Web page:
Access

You are not currently logged in.

Access your personal account or get JSTOR access through your library or other institution:

login

Log in to your personal account or through your institution.

If You Use a Screen Reader

This content is available through Read Online (Free) program, which relies on page scans. Since scans are not currently available to screen readers, please contact JSTOR User Support for access. We'll provide a PDF copy for your screen reader.

Water Vapour, CO2 and Insolation over the Last Glacial-Interglacial Cycles

A. Berger, C. Tricot, H. Gallee and M. F. Loutre
Philosophical Transactions: Biological Sciences
Vol. 341, No. 1297, Palaeoclimates and their Modelling with Special Reference to the Mesozoic Era (Aug. 28, 1993), pp. 253-261
Published by: Royal Society
Stable URL: http://www.jstor.org/stable/57121
Page Count: 9
  • Read Online (Free)
  • Cite this Item
Since scans are not currently available to screen readers, please contact JSTOR User Support for access. We'll provide a PDF copy for your screen reader.
Water Vapour, CO2 and Insolation over the Last Glacial-Interglacial Cycles
Preview not available

Abstract

A two-dimensional model which links the atmosphere, the mixed layer of the ocean, the sea ice, the continents, the ice sheets and their underlying bedrock has been used to test the Milankovitch theory over the last two glacial-interglacial cycles. A series of sensitivity analyses have allowed us to understand better the internal mechanisms which drive the simulated climate system and in particular the feedbacks related to surface albedo and water vapour. It was found that orbital variations alone can induce, in such a system, feedbacks sufficient to generate the low frequency part of the climatic variations over the last 122 ka. These simulated variations at the astronomical timescale are broadly in agreement with reconstructions of ice-sheet volume and of sea level independently obtained from geological data. Imperfections in the stimulated climate were the insufficient southward extent of the ice sheets and the too small hemispheric cooling at the last glacial maximum. These deficiencies were partly remedied in a further experiment by using the time-dependent atmospheric CO2 concentration given by the Vostok ice core in addition to the astronomical forcing. In this transient simulation, 70% of the Northern Hemisphere ice volume is related to the astronomical forcing and the related changes in the albedo, the remaining 30% being due to the CO2 changes. Analysis of the processes involved shows that variations of ablation are more important for the ice-sheet response than are variations of snow precipitation. A key mechanism in the deglaciation after the last glacial maximum appears to be the `ageing' of snow which significantly decreases its albedo. The other factors which play an important role are ice-sheet altitude, insolation, taiga cover, ice-albedo feedback, ice-sheet configuration (`continentality' and `desert' effect), isostatic rebound, CO2 changes and temperature-water vapour feedback. Numerical experiments have also been carried out with a one-dimensional radiative-convective model in order to quantify the influence of the CO2 changes and of the water vapour feedback on the climate evolution of the Northern Hemisphere over the last 122 ka. Results of these experiments indicate that 67% of the simulated cooling at the last glacial maximum can be attributed to the astronomical forcing and the subsequent surface albedo increase, the remaining 33% being associated with the reduced CO2 concentration. Moreover, the water vapour feedback explains 40% of the simulated cooling in all the experiments done. The transient response of the climate system to both the astronomical and CO2 forcing was also simulated by the LLN (Louvain-la-Neuve) 2.5-dimensional model over the two last glacial-interglacial cycles. It is particularly significant that spectral analysis of the simulated Northern Hemisphere global ice volume variations reproduces correctly the relative intensity of the peaks at the orbital frequencies. Except for variations with timescales shorter than 5 ka, the simulated long-term variations of total ice volume are comparable to that reconstructed from deep sea cores. For example, the model simulates glacial maxima of similar amplitudes at 134 ka BP and 15 ka BP, followed by abrupt deglaciations. The complete deglaciation of the three main Northern Hemisphere ice sheets, which is simulated around 122 ka BP, is in partial disagreement with reconstructions indicating that the Greenland ice sheet survived during the Eemian interglacial. The continental ice volume variations during the last 122 ka of the 200 ka simulation are, however, not significantly affected by this shortcoming.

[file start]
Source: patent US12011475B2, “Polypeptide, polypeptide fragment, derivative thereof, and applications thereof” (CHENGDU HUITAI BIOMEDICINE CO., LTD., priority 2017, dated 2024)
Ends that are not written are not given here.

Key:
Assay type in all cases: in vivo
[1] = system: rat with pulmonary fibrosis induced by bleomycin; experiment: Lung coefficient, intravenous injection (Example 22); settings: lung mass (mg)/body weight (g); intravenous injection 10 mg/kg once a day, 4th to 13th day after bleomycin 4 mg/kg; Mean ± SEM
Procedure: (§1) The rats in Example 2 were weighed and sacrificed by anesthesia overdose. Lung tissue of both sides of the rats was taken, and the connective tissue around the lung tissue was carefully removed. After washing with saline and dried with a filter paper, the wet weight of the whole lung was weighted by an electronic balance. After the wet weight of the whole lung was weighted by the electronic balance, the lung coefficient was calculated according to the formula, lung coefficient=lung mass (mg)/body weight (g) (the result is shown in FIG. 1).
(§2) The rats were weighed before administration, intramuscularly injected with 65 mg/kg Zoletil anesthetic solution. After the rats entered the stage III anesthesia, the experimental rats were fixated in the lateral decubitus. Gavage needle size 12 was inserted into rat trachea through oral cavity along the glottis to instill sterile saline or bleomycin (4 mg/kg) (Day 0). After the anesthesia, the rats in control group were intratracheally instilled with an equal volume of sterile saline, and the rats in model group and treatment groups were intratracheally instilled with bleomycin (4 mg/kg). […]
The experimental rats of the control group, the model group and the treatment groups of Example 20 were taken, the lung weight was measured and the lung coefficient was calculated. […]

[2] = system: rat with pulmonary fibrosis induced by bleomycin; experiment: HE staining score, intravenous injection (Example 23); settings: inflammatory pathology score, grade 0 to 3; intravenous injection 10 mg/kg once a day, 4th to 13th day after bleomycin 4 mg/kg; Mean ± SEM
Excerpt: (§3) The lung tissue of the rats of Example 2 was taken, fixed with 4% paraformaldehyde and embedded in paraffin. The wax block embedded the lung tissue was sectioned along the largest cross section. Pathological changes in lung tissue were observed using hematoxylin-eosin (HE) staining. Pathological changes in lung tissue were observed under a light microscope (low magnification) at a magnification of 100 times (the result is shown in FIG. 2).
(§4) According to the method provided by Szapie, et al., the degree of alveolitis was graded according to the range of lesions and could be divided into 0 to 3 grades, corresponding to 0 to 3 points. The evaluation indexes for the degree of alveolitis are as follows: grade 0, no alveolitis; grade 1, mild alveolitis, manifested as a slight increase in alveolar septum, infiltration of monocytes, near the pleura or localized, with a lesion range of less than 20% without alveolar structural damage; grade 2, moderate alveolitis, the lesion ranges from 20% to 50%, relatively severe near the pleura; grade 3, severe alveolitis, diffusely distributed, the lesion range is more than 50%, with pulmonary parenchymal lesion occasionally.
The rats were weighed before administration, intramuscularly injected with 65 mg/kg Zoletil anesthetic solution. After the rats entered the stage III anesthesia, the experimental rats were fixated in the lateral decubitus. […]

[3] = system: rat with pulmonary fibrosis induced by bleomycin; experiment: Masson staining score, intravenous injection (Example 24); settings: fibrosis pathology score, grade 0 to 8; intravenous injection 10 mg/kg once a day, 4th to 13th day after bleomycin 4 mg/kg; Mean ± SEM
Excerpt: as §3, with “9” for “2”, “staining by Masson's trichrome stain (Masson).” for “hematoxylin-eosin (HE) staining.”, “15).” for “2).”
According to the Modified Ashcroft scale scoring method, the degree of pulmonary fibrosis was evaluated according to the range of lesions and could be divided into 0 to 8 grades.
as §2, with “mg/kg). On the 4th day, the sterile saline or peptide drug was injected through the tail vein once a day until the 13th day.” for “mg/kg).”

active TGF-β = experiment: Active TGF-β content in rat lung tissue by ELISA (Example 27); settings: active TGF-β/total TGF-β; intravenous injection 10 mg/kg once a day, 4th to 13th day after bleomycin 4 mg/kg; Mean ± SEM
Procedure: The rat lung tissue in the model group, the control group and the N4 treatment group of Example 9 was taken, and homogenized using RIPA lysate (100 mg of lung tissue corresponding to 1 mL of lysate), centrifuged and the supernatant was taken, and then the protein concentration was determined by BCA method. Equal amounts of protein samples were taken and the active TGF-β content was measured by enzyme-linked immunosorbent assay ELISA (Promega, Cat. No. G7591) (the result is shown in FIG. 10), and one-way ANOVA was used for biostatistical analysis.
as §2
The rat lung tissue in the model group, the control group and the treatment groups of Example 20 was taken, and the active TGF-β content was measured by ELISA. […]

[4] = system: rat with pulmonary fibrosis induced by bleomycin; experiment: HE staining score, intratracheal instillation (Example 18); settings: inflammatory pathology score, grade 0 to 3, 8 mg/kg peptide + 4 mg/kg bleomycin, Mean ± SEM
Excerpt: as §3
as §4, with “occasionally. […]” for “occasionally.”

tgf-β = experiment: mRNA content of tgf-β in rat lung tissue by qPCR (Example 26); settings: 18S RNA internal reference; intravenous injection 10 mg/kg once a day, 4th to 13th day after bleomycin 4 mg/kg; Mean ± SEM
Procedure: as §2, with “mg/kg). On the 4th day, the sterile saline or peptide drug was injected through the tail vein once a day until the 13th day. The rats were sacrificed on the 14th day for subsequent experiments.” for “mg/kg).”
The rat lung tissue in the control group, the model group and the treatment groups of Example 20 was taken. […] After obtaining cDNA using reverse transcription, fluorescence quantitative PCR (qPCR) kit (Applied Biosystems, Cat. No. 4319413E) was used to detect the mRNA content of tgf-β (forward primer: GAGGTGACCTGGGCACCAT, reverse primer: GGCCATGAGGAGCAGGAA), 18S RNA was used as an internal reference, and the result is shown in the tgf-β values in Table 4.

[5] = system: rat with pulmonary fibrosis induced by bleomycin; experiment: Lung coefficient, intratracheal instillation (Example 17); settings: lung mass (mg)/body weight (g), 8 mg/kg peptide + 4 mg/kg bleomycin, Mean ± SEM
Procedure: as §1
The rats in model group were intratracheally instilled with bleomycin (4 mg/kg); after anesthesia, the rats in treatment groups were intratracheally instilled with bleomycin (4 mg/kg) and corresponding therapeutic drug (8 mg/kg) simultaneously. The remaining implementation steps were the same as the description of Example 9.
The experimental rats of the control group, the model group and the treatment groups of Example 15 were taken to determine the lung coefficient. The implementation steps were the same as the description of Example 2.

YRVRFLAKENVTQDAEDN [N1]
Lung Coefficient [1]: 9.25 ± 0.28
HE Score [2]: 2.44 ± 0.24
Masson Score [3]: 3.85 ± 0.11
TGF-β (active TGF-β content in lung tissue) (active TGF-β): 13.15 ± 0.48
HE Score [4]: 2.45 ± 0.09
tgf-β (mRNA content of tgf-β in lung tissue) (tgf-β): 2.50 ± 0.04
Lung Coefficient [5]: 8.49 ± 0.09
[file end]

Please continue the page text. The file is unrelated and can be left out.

Page Thumbnails

  • Thumbnail: Page 
253
    253
  • Thumbnail: Page 
254
    254
  • Thumbnail: Page 
255
    255
  • Thumbnail: Page 
256
    256
  • Thumbnail: Page 
257
    257
  • Thumbnail: Page 
258
    258
  • Thumbnail: Page 
259
    259
  • Thumbnail: Page 
260
    260
  • Thumbnail: Page 
261
    261